Original songs, tzedakah mark seder for seniors, kids

Ethel Glickman, 82, sat between Dina Singer, 8, and Hannah Levin, 7, waiting for the annual intergenerational seder to begin at San Francisco's Jewish Home for the Aged.

The main lounge filled last week with a lively mix of second-graders and seniors.

"I think they're astonished that we're so old," Glickman said cheerfully, correcting the notion that she's acting as a foster grandparent. "A foster great-grandparent," she explained.

Hannah and Dina, students at Brandeis Hillel Day School in San Francisco, agreed that there were surprises at the Home — from the age of the residents to the fact that they exercise and create artwork.

Soon, about 70 seniors and children were sharing their latest creative activity: original songs to celebrate the Passover tale of freedom.

For years, second-graders from the Jewish day school have been visiting the Home for the Aged to share a traditional seder during school hours, according to Suzy Monasch, director of volunteers at the Home.

This year, there were two new twists. For one, the seder became a songfest, with songs written by Brandeis students and residents of the Home with the help of songwriter-in-residence Judith-Kate Friedman.

Secondly, both generations joined in collecting bread and chametz products, which Jews remove from their homes before Passover, for distribution to the Ozanam Center, a San Francisco homeless shelter.

Gladys Jonah, 85, bought a package of cookies for each of her two "foster grandchildren," so that they could give it to the homeless.

With the chametz piled on the stage, songwriter Friedman and Brandeis teacher Dinah Stroe led the children and seniors in the story of the Exodus from Egypt, told through song and questions and answers.

"What do we do with our bread?" the children were asked.

"We clean it up," answered one kid.

"We give it to the poor," added another.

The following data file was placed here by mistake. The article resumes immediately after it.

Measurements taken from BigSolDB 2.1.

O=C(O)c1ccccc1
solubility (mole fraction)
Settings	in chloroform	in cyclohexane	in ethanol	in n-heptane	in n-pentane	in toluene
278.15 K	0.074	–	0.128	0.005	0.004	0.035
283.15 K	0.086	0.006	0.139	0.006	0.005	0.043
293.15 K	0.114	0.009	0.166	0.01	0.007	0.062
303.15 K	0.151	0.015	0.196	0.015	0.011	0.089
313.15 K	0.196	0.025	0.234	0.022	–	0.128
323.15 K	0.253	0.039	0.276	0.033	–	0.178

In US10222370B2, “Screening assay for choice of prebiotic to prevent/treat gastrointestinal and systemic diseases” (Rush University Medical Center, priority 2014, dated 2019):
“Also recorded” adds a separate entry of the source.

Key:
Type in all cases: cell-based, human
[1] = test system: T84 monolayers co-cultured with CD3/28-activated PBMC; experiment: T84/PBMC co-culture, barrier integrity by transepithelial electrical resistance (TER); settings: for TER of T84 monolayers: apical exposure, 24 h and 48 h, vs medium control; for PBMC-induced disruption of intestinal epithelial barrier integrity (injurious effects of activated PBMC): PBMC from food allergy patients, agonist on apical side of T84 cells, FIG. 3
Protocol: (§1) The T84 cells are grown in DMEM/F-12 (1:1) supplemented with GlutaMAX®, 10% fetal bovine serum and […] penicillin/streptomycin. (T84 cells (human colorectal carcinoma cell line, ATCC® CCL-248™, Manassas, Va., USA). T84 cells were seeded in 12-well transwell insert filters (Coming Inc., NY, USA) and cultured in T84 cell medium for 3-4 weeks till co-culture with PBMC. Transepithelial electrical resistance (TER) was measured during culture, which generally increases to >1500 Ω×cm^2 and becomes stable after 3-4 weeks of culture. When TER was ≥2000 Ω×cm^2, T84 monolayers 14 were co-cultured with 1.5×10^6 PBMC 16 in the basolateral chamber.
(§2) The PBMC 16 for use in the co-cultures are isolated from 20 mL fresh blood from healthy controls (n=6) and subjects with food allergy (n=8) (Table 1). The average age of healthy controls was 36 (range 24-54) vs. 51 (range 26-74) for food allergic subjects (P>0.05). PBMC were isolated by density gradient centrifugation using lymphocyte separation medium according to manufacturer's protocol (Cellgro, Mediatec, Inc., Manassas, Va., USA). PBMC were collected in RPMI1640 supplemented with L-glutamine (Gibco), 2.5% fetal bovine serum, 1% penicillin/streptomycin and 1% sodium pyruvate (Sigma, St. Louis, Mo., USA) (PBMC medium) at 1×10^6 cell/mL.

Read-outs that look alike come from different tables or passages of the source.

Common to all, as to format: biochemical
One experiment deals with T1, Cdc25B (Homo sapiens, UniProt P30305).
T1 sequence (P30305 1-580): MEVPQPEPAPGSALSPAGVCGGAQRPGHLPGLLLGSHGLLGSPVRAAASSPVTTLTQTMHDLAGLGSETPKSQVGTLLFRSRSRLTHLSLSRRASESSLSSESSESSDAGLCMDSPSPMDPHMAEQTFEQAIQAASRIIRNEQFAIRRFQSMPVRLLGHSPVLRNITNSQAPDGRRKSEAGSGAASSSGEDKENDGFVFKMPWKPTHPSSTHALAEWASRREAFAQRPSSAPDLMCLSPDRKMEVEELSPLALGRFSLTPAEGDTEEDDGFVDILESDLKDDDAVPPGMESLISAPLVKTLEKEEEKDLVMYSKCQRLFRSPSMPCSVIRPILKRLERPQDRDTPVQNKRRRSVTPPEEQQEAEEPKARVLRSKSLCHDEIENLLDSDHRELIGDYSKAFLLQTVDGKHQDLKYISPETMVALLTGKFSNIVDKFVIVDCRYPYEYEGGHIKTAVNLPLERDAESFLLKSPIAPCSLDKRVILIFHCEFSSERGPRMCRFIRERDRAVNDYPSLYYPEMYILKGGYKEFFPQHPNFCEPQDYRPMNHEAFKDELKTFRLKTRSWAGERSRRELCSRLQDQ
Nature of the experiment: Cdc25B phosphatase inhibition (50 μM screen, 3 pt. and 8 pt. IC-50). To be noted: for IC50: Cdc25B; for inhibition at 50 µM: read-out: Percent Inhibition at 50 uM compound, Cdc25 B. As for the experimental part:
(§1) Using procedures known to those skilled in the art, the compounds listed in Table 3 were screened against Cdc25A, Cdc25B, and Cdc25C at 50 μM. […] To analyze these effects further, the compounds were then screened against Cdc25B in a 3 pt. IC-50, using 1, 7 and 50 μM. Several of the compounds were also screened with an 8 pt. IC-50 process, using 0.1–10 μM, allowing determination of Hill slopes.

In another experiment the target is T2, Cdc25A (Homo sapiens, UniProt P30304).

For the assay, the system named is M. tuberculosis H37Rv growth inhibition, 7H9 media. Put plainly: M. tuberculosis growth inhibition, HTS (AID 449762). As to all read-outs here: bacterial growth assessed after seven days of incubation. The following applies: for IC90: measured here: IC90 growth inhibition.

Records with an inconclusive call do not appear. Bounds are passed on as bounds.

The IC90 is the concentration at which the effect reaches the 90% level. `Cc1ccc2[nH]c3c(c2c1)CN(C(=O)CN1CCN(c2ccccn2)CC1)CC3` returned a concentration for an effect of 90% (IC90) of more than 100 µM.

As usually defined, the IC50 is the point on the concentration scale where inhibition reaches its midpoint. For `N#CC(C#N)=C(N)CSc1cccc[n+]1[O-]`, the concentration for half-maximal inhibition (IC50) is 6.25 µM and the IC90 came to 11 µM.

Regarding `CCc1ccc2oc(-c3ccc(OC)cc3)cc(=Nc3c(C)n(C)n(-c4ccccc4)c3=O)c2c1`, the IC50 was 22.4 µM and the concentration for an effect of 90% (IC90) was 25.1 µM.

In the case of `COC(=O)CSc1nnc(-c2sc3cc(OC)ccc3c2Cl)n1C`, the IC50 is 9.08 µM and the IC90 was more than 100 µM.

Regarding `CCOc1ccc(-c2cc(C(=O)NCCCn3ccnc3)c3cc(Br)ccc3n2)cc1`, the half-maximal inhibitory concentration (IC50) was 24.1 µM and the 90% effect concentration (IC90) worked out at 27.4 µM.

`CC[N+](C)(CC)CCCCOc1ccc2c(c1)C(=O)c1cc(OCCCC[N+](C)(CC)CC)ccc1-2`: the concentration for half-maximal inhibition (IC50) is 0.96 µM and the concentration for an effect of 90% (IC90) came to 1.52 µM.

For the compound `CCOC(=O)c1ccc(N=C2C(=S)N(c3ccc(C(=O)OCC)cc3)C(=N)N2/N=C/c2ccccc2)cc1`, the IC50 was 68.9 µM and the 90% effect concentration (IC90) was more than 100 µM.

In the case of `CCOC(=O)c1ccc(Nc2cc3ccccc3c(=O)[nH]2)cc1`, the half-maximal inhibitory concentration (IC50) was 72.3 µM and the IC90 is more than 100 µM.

In addition to the traditional chanting of the Four Questions by the children, the event, held Tuesday of last week, featured three new songs: "We Crossed the Red Sea," written by the second-graders and revised by Friedman and the senior residents; "Yum, Yum, Yum," created by residents of the Home's Alzheimer's unit; and "Hallelujah! Spring is Here," written by residents Etta Perkins, Jeanette Vanoss and Jonah during Friedman's songwriting classes at the Home.

The original songs tied new ways of celebrating with older traditions, as well as giving the chametz to the homeless, Friedman said. The song "We Crossed the Red Sea" ended with the words "we'll do a real mitzvah [good deed], we'll give it to the poor."

Jonah was full of enthusiasm for the program. "It was such a beautiful morning," she said. "I was so proud of these kids." Discussing Friedman — who works under a grant from the California Arts Council and is also a singer with Vocolot — Jonah said, the songwriter has "brought joy to all of us."

Said Eugeniya Krivskaya, 8, "My favorite part was when we sang songs."

"My favorite was the charoset and matzah," said Avi Silverman, 8.

The intergenerational program goes back several years, according to Monasch. While only second-graders participate, the children and their families often develop lasting relationships with the seniors, writing letters and inviting them to their homes.

"I love the intergenerational seder," Monasch said. "I just love that we're helping the homeless as well as cleaning out the chametz."